Dr James Schaller
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LEVAQUIN TREATMENT DISASTERS:
THE CASUAL USE OF A SERIOUS MEDICATION

As physicians are asked to do more and more under massive demands and pressures unknown outside the medical guild, they are sometimes not able to discuss the side effects of medications. Indeed, this is the norm in insurance based medical care.

Most prescriptions come with no education or warnings of side effects because such a talk takes a good deal of time and therefore some medical boards, lawyers acting as "medical knowing" medical board prosecutors, insurance companies and malpractice lawyers have made it so PAPER DOCUMENTATION COMES BEFORE PEOPLE.

When it comes to one medication, you should be aware of the tendon risks. So the next time your health care worker offers Levaquin or Cipro, consider these articles:

Related Articles, Links

[Fluorquinolone associated tendon rupture]

[Article in German]

Bravo AR, Stoll R, Bürr P, Haschke M.

Klinische Pharmakologie and Toxikologie, Departement Innere Medizin, Universitätsspital Basel, Basel. raetza@uhbs.ch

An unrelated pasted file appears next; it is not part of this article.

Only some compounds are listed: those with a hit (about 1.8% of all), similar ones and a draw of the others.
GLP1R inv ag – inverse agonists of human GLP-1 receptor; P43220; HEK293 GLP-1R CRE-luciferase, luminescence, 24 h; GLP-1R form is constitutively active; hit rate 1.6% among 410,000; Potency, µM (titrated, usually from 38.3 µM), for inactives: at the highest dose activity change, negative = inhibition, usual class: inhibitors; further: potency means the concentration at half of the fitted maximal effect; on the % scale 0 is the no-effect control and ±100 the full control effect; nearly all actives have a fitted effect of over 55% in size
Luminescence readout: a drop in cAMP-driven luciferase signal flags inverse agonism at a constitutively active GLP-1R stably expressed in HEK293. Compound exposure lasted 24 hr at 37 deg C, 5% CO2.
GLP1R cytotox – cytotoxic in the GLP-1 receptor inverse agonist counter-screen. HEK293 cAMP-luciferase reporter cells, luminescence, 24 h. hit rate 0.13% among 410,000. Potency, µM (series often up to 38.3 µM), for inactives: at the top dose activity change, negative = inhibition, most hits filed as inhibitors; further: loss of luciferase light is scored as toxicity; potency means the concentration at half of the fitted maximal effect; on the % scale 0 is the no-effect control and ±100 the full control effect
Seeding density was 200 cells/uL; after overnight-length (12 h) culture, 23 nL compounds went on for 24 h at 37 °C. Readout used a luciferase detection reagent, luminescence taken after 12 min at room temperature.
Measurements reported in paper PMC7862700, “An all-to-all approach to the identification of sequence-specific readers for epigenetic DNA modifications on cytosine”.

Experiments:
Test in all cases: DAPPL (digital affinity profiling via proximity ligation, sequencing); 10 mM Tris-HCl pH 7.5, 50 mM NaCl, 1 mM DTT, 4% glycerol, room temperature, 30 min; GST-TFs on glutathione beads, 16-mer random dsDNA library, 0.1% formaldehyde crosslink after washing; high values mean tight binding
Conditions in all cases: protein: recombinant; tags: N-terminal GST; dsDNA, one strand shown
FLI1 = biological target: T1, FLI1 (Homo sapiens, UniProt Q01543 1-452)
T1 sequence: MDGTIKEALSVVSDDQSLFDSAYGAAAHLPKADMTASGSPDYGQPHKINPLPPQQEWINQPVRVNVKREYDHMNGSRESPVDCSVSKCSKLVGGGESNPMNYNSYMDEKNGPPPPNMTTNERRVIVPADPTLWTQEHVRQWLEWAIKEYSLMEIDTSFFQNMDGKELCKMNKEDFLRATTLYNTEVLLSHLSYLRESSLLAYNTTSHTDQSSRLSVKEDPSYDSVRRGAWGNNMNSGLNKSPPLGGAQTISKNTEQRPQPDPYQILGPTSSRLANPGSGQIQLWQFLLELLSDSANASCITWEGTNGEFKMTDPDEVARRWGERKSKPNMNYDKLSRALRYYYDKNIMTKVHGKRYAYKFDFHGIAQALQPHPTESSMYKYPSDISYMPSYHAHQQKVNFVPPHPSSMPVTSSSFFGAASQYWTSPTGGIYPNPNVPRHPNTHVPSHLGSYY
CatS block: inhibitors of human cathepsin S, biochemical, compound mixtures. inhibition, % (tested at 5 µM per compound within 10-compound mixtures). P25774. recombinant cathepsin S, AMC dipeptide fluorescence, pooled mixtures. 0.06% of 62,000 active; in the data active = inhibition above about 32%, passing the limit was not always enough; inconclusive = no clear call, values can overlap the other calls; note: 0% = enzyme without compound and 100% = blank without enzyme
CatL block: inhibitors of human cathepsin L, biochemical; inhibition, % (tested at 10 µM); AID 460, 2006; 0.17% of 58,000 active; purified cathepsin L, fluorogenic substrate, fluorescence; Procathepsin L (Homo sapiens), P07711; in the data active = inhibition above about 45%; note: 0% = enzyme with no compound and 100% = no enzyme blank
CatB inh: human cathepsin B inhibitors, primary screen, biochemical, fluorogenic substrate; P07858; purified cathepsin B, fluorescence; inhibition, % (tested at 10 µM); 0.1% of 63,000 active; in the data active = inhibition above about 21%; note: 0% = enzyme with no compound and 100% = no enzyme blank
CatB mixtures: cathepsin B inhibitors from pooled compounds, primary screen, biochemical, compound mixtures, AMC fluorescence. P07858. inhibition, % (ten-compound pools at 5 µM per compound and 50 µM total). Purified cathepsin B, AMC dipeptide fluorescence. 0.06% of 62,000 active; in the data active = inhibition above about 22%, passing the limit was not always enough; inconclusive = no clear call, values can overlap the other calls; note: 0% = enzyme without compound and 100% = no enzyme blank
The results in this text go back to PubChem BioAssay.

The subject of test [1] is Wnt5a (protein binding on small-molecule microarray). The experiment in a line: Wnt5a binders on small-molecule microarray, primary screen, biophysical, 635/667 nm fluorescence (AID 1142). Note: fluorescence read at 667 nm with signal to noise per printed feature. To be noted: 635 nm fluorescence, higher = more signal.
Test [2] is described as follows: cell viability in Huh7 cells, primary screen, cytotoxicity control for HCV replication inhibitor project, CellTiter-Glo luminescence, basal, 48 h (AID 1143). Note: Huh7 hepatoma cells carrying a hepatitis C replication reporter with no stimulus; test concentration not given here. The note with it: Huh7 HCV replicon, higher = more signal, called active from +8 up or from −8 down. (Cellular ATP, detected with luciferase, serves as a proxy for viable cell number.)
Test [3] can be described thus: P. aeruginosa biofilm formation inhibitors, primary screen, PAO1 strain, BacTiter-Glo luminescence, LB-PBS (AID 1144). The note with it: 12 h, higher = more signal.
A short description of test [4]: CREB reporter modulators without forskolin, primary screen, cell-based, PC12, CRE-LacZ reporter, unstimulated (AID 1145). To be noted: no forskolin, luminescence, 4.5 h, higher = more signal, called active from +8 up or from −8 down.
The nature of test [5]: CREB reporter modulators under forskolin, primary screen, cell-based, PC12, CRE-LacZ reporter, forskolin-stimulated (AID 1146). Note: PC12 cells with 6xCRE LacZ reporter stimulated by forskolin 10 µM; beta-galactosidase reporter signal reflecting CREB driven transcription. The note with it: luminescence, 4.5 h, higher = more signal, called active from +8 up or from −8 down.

We report the case of a 38-year-old patient with a rupture of the right Achilles tendon after physical exercise. A few days before he had been treated with ciprofloxacine 500mg bid for chlamydial urethritis. We discuss know risk factors for Achilles tendon ruptures and the possible contribution of ciprofloxacin and fluorquinolones in this case.

Publication Types:
PMID: 18979434 [PubMed - indexed for MEDLINE]

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[Severe course of a rare non-tuberculous Mycobacteriosis (M. haemophilum) of the hand - case report and strategic comments]

[Article in German]

Schumacher O, Dabernig J, Nenadic I, Ingianni G, Cedidi C.

Die Institutsangaben sind am Ende des Beitrags gelistet. oschum@yahoo.de